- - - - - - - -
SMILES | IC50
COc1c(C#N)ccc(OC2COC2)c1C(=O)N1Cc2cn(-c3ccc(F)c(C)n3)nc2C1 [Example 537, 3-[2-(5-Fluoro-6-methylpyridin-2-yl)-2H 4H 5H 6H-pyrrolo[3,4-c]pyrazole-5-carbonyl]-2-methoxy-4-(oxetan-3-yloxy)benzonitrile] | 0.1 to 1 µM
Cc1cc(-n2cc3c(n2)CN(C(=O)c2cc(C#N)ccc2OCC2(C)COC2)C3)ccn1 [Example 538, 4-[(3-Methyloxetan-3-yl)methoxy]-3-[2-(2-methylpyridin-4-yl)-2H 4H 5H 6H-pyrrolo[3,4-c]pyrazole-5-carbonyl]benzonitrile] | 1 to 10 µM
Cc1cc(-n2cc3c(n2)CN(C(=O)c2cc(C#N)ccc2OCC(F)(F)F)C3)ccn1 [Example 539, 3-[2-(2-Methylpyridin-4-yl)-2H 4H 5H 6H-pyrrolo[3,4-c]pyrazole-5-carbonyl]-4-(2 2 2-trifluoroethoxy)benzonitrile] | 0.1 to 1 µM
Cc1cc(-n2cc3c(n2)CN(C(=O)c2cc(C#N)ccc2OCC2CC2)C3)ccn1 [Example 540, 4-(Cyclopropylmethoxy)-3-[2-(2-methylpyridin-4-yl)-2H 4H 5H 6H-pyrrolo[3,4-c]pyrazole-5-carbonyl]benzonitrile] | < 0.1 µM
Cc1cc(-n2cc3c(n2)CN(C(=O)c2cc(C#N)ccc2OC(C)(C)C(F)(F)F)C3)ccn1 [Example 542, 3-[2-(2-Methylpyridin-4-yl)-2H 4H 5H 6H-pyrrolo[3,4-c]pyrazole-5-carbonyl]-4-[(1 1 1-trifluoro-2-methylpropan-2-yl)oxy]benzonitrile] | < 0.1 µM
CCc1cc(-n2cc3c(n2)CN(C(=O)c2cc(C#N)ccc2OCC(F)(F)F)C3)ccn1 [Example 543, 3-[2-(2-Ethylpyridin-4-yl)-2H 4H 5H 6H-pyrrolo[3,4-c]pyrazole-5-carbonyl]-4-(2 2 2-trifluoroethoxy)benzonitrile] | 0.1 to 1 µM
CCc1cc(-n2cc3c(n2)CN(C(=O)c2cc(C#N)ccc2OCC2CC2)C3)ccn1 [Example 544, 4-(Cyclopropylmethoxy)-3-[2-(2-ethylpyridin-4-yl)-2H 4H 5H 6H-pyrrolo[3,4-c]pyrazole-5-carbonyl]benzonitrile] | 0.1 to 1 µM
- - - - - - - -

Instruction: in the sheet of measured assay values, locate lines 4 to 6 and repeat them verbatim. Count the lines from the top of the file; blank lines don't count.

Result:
Cc1cc(-n2cc3c(n2)CN(C(=O)c2cc(C#N)ccc2OCC(F)(F)F)C3)ccn1 [Example 539, 3-[2-(2-Methylpyridin-4-yl)-2H 4H 5H 6H-pyrrolo[3,4-c]pyrazole-5-carbonyl]-4-(2 2 2-trifluoroethoxy)benzonitrile] | 0.1 to 1 µM
Cc1cc(-n2cc3c(n2)CN(C(=O)c2cc(C#N)ccc2OCC2CC2)C3)ccn1 [Example 540, 4-(Cyclopropylmethoxy)-3-[2-(2-methylpyridin-4-yl)-2H 4H 5H 6H-pyrrolo[3,4-c]pyrazole-5-carbonyl]benzonitrile] | < 0.1 µM
Cc1cc(-n2cc3c(n2)CN(C(=O)c2cc(C#N)ccc2OC(C)(C)C(F)(F)F)C3)ccn1 [Example 542, 3-[2-(2-Methylpyridin-4-yl)-2H 4H 5H 6H-pyrrolo[3,4-c]pyrazole-5-carbonyl]-4-[(1 1 1-trifluoro-2-methylpropan-2-yl)oxy]benzonitrile] | < 0.1 µM